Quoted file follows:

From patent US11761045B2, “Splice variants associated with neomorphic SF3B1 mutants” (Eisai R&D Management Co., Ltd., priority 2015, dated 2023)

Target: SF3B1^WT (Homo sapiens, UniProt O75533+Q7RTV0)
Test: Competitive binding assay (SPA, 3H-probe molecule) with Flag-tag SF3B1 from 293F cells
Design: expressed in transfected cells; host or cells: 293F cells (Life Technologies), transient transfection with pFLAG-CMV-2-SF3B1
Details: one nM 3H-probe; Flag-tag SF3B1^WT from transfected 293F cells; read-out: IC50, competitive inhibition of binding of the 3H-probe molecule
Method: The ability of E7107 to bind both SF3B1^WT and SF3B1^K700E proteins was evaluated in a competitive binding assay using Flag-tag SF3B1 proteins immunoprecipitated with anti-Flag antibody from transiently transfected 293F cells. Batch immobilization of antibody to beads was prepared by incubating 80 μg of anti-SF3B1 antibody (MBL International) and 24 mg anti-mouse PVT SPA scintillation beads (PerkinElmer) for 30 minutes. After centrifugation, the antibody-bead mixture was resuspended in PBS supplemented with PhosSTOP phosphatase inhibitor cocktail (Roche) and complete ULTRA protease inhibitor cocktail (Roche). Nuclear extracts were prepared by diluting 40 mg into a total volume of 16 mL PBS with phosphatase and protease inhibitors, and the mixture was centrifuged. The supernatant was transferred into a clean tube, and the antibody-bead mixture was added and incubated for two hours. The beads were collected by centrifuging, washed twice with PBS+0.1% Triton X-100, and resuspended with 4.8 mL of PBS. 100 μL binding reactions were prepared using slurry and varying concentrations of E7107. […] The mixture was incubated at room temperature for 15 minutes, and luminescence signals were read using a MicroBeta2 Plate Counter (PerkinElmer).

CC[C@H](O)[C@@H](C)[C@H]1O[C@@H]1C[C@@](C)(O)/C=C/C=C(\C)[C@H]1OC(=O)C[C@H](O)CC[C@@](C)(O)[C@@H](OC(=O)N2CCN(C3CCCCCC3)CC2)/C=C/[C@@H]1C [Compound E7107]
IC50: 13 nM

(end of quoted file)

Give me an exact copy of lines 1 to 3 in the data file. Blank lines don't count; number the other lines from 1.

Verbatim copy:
From patent US11761045B2, “Splice variants associated with neomorphic SF3B1 mutants” (Eisai R&D Management Co., Ltd., priority 2015, dated 2023)

Target: SF3B1^WT (Homo sapiens, UniProt O75533+Q7RTV0)
Test: Competitive binding assay (SPA, 3H-probe molecule) with Flag-tag SF3B1 from 293F cells